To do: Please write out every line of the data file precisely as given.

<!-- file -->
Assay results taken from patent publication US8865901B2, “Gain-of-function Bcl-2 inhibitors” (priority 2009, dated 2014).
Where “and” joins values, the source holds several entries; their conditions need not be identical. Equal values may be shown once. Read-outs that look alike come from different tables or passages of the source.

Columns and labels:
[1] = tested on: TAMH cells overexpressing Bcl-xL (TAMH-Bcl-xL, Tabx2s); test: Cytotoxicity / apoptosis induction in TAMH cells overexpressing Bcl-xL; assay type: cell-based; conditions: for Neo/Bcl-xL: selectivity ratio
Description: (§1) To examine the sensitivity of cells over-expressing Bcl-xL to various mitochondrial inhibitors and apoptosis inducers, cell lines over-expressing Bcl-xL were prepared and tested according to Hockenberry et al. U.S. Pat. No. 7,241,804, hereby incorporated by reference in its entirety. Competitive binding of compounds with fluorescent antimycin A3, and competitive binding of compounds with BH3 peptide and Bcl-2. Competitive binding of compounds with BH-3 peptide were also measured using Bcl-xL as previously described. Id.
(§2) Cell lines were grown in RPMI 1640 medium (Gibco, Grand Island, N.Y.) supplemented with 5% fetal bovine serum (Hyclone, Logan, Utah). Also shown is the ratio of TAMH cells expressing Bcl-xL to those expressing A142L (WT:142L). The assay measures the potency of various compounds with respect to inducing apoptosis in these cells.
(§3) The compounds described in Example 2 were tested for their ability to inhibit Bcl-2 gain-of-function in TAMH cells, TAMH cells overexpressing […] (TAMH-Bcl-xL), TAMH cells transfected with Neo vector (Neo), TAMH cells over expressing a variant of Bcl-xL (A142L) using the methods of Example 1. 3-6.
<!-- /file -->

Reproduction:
Assay results taken from patent publication US8865901B2, “Gain-of-function Bcl-2 inhibitors” (priority 2009, dated 2014).
Where “and” joins values, the source holds several entries; their conditions need not be identical. Equal values may be shown once. Read-outs that look alike come from different tables or passages of the source.

Columns and labels:
[1] = tested on: TAMH cells overexpressing Bcl-xL (TAMH-Bcl-xL, Tabx2s); test: Cytotoxicity / apoptosis induction in TAMH cells overexpressing Bcl-xL; assay type: cell-based; conditions: for Neo/Bcl-xL: selectivity ratio
Description: (§1) To examine the sensitivity of cells over-expressing Bcl-xL to various mitochondrial inhibitors and apoptosis inducers, cell lines over-expressing Bcl-xL were prepared and tested according to Hockenberry et al. U.S. Pat. No. 7,241,804, hereby incorporated by reference in its entirety. Competitive binding of compounds with fluorescent antimycin A3, and competitive binding of compounds with BH3 peptide and Bcl-2. Competitive binding of compounds with BH-3 peptide were also measured using Bcl-xL as previously described. Id.
(§2) Cell lines were grown in RPMI 1640 medium (Gibco, Grand Island, N.Y.) supplemented with 5% fetal bovine serum (Hyclone, Logan, Utah). Also shown is the ratio of TAMH cells expressing Bcl-xL to those expressing A142L (WT:142L). The assay measures the potency of various compounds with respect to inducing apoptosis in these cells.
(§3) The compounds described in Example 2 were tested for their ability to inhibit Bcl-2 gain-of-function in TAMH cells, TAMH cells overexpressing […] (TAMH-Bcl-xL), TAMH cells transfected with Neo vector (Neo), TAMH cells over expressing a variant of Bcl-xL (A142L) using the methods of Example 1. 3-6.